Last night, I went to bed and set the alarm for 6 am, because I had to leave early for another trip to London. Last time I looked at the clock before going to sleep, it was just before 12.45. At 1.17, the Sage and I were woken by the sound of the burglar alarm. The Sage sighed and started to climb out of bed. “Thass not th’alarm, issit?” I mumbled dozily. He said it was, and went off downstairs to shoo the spider off the beam and reset the alarm. That it might be a burglar seemed highly unlikely, as Tilly takes her duties as guard dog with a completely professional attitude.
A few minutes later, the Sage reappeared. “It’s a bat” he announced. “In the dining room”. “What? Oh bugger. It’ll be a devil to catch, they always know where you are,” I said, rather wider awake by then. I got up and shambled downstairs in my dressing gown. In the dining room, nothing stirred for a few moments and then the bad swooped past, too quickly for me to follow it with my eyes. It did it again. Then nothing. I went to open the shutters, then the window and then started to peer all around the room. We couldn’t find the bat, which was hiding. The Sage wound up his torch, turned off the light and shone the torch into various potential batcaves.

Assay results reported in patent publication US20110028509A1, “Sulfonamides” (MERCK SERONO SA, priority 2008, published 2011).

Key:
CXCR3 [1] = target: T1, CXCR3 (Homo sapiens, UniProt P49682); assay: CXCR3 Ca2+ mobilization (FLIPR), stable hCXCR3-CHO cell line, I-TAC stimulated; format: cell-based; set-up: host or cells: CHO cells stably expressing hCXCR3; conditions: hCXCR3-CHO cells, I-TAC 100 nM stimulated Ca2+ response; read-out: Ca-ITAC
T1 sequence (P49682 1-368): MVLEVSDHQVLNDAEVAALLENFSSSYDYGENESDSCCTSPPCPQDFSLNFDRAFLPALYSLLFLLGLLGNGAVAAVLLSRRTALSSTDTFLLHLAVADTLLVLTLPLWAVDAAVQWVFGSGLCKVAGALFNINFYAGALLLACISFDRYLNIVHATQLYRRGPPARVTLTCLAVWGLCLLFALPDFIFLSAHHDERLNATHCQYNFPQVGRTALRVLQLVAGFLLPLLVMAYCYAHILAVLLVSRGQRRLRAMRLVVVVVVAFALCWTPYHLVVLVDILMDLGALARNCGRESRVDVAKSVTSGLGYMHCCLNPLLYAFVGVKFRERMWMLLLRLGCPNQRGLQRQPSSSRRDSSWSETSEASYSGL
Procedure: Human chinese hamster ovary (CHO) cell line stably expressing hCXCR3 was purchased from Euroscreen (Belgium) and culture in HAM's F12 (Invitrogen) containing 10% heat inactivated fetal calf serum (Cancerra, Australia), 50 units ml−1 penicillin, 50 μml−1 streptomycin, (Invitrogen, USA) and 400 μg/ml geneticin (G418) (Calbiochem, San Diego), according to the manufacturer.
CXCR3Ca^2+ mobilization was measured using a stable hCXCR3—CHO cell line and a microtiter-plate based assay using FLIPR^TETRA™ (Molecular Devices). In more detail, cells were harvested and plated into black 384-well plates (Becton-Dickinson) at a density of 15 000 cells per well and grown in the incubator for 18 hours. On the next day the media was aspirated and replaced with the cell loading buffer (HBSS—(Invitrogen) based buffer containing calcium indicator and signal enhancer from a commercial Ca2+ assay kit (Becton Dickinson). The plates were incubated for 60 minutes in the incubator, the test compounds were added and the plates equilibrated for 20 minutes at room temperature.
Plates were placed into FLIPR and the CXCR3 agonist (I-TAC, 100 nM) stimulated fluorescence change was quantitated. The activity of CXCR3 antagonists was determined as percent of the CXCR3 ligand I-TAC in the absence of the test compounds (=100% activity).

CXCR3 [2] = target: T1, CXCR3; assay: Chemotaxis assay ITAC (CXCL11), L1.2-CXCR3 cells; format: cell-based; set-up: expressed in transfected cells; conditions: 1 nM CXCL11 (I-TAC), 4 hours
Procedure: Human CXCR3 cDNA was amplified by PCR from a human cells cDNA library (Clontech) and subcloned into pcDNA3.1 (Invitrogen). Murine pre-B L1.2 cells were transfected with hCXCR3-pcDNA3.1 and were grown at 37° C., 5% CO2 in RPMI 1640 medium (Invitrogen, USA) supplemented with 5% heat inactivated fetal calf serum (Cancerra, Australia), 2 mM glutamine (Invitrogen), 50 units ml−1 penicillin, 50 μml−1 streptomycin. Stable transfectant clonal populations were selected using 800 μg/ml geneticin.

After several minutes, we gave up, shut the window and went back to bed. Today, the window has been left open and we hope it went out again at dusk – the alarm is set in that room so that if it’s still there we should find out about it before bedtime.
But it’s a bit bemusing. We didn’t use the dining room yesterday and the doors weren’t opened. There is an opening between the hall and the dining room, but the hall is divided into two with a door between and the door is only opened when we go upstairs and then shut again. The front door had not been opened and nor had any upstairs windows. I did leave the hall door open for about five minutes, but the door to the porch was not open at the time and it was mid-afternoon, before bats were about. There is a chimney, but it’s lined and the flue goes to the woodburning stove, which is shut.
So, how on earth did a bat get into the dining room?